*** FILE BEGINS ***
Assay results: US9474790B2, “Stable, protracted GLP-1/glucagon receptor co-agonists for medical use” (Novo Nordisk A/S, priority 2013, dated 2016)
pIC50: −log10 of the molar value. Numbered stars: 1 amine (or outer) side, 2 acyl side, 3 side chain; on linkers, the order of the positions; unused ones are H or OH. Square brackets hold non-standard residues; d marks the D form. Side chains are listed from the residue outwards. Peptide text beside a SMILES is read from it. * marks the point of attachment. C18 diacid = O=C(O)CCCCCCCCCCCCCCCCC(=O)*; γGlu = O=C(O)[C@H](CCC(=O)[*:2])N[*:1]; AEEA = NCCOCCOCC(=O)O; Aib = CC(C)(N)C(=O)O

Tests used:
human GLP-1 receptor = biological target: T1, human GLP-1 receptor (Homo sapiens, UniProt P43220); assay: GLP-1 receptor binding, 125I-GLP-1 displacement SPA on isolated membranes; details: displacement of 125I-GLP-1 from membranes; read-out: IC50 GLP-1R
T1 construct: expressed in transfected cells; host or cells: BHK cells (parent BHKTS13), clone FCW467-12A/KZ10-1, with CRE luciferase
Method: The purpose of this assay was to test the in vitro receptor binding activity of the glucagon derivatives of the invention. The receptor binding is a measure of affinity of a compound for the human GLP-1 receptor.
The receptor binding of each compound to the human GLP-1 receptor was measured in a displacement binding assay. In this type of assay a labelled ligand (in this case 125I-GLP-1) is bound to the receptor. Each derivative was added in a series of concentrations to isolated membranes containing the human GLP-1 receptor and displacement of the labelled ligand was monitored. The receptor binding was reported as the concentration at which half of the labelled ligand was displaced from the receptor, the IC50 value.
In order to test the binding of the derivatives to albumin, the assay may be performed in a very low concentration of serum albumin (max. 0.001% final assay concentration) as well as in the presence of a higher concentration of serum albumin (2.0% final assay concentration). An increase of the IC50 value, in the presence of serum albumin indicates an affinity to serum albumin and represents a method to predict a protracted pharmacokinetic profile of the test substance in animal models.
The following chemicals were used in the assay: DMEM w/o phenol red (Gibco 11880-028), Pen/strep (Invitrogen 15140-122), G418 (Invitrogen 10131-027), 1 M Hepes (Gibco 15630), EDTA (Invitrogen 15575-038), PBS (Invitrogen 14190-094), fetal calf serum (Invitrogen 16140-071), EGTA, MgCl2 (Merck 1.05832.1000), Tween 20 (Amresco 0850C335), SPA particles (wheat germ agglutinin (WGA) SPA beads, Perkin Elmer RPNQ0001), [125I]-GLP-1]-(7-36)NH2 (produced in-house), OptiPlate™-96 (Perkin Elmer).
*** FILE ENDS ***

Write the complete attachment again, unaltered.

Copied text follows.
Assay results: US9474790B2, “Stable, protracted GLP-1/glucagon receptor co-agonists for medical use” (Novo Nordisk A/S, priority 2013, dated 2016)
pIC50: −log10 of the molar value. Numbered stars: 1 amine (or outer) side, 2 acyl side, 3 side chain; on linkers, the order of the positions; unused ones are H or OH. Square brackets hold non-standard residues; d marks the D form. Side chains are listed from the residue outwards. Peptide text beside a SMILES is read from it. * marks the point of attachment. C18 diacid = O=C(O)CCCCCCCCCCCCCCCCC(=O)*; γGlu = O=C(O)[C@H](CCC(=O)[*:2])N[*:1]; AEEA = NCCOCCOCC(=O)O; Aib = CC(C)(N)C(=O)O

Tests used:
human GLP-1 receptor = biological target: T1, human GLP-1 receptor (Homo sapiens, UniProt P43220); assay: GLP-1 receptor binding, 125I-GLP-1 displacement SPA on isolated membranes; details: displacement of 125I-GLP-1 from membranes; read-out: IC50 GLP-1R
T1 construct: expressed in transfected cells; host or cells: BHK cells (parent BHKTS13), clone FCW467-12A/KZ10-1, with CRE luciferase
Method: The purpose of this assay was to test the in vitro receptor binding activity of the glucagon derivatives of the invention. The receptor binding is a measure of affinity of a compound for the human GLP-1 receptor.
The receptor binding of each compound to the human GLP-1 receptor was measured in a displacement binding assay. In this type of assay a labelled ligand (in this case 125I-GLP-1) is bound to the receptor. Each derivative was added in a series of concentrations to isolated membranes containing the human GLP-1 receptor and displacement of the labelled ligand was monitored. The receptor binding was reported as the concentration at which half of the labelled ligand was displaced from the receptor, the IC50 value.
In order to test the binding of the derivatives to albumin, the assay may be performed in a very low concentration of serum albumin (max. 0.001% final assay concentration) as well as in the presence of a higher concentration of serum albumin (2.0% final assay concentration). An increase of the IC50 value, in the presence of serum albumin indicates an affinity to serum albumin and represents a method to predict a protracted pharmacokinetic profile of the test substance in animal models.
The following chemicals were used in the assay: DMEM w/o phenol red (Gibco 11880-028), Pen/strep (Invitrogen 15140-122), G418 (Invitrogen 10131-027), 1 M Hepes (Gibco 15630), EDTA (Invitrogen 15575-038), PBS (Invitrogen 14190-094), fetal calf serum (Invitrogen 16140-071), EGTA, MgCl2 (Merck 1.05832.1000), Tween 20 (Amresco 0850C335), SPA particles (wheat germ agglutinin (WGA) SPA beads, Perkin Elmer RPNQ0001), [125I]-GLP-1]-(7-36)NH2 (produced in-house), OptiPlate™-96 (Perkin Elmer).